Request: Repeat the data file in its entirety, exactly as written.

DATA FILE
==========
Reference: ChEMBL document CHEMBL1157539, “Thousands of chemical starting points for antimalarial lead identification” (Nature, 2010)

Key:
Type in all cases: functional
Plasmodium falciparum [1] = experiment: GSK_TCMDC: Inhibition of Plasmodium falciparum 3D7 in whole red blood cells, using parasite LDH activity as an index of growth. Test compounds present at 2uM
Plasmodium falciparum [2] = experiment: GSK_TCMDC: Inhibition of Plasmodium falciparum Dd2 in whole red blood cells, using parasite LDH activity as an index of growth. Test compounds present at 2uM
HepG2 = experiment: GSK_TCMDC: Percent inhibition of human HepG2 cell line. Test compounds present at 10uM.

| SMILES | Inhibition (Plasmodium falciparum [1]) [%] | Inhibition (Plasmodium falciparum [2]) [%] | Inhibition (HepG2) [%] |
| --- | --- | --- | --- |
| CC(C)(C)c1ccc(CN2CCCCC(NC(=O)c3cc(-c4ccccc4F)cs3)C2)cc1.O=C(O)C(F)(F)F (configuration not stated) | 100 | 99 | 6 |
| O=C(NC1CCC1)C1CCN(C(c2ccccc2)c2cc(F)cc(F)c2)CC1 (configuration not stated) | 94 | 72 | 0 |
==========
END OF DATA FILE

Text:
Reference: ChEMBL document CHEMBL1157539, “Thousands of chemical starting points for antimalarial lead identification” (Nature, 2010)

Key:
Type in all cases: functional
Plasmodium falciparum [1] = experiment: GSK_TCMDC: Inhibition of Plasmodium falciparum 3D7 in whole red blood cells, using parasite LDH activity as an index of growth. Test compounds present at 2uM
Plasmodium falciparum [2] = experiment: GSK_TCMDC: Inhibition of Plasmodium falciparum Dd2 in whole red blood cells, using parasite LDH activity as an index of growth. Test compounds present at 2uM
HepG2 = experiment: GSK_TCMDC: Percent inhibition of human HepG2 cell line. Test compounds present at 10uM.

| SMILES | Inhibition (Plasmodium falciparum [1]) [%] | Inhibition (Plasmodium falciparum [2]) [%] | Inhibition (HepG2) [%] |
| --- | --- | --- | --- |
| CC(C)(C)c1ccc(CN2CCCCC(NC(=O)c3cc(-c4ccccc4F)cs3)C2)cc1.O=C(O)C(F)(F)F (configuration not stated) | 100 | 99 | 6 |
| O=C(NC1CCC1)C1CCN(C(c2ccccc2)c2cc(F)cc(F)c2)CC1 (configuration not stated) | 94 | 72 | 0 |